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IHA præsentation1 Protocol Design Lesson 4. IHA præsentation2 Outline for today Guidelines for implementing protocols Protocol Design Patterns.

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Presentation on theme: "IHA præsentation1 Protocol Design Lesson 4. IHA præsentation2 Outline for today Guidelines for implementing protocols Protocol Design Patterns."— Presentation transcript:

1 IHA præsentation1 Protocol Design Lesson 4

2 IHA præsentation2 Outline for today Guidelines for implementing protocols Protocol Design Patterns

3 IHA præsentation3 Guidelines for implementing protocols

4 Where is the protocol entity positioned in the complete protocol stack Clear picture of the services our protocol provides Procedure/functionality descriptions Clear picture of which other protocol entities our protocol interfaces to Service Access Points, service primitives or other Definition of messages/PDUs ASN.1, Augmented BNF or other Protocol Specification Ready Requirements to lower layer services IHA præsentation4

5 Guidelines for implementing protocols Consider Task and module decomposition Shall our protocol run as separate task? Interaction with the Operating System Memory management Dynamic memory allocation needed? Timer management Are timers needed? (Inter process communication) Queues, etc. (Security management) Passwords, authentication where are they stored? IHA præsentation5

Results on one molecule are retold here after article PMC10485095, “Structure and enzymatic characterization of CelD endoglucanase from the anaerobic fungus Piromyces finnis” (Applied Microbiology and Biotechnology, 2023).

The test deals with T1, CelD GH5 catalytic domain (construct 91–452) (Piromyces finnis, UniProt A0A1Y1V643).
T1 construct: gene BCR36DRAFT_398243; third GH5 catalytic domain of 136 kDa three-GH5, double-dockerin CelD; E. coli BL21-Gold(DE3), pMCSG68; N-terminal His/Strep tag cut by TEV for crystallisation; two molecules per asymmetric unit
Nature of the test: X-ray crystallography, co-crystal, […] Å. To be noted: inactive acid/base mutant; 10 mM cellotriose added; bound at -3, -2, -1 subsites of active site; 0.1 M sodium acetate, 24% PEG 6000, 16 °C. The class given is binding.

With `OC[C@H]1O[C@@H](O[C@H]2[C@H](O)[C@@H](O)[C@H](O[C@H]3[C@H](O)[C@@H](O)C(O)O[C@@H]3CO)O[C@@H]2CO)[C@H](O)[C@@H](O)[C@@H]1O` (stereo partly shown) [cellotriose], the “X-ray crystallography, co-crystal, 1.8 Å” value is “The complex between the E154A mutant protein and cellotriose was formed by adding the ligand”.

6 Guidelines for implementing protocols Protocol states Finite State Machine (State-event machines) Identify all states and all internal events –How do we do this? –Message sequence charts (sequence diagrams) for normal scenarios –MSCs for timer expiry scenarios –MSC for abnormal scenarios IHA præsentation6

7 7 Guidelines Task and module decomposition ? Protocol functions that need to manage their own timers may have their own task Protocol functions that need to have their own transmit/receive messages to/from peer protocol entities may also have their own task However, consider context switching overhead

8 Traditionally…… Tasks

9 IHA præsentation9 Guidelines Designing for Reentrancy AVOID USING GLOBAL DATA STRUCTURES

10 Guidelines for implementing protocols We have protocol related design patterns? Are they useful? Can they handle all kind of protocols? IHA præsentation10

11 IHA præsentation11 Protocol Design Patterns

12 IHA præsentation12

13 IHA præsentation13 Protocol Layer Design Pattern Motivation A typical protocol layer interfaces with an upper and a lower layer of the protocol stack In most designs there is a lot of dependency bewteen different layers of the protocol => inflexibility The Protocol Layer Design Pattern addresses these limitations by decopling the individual protocol layers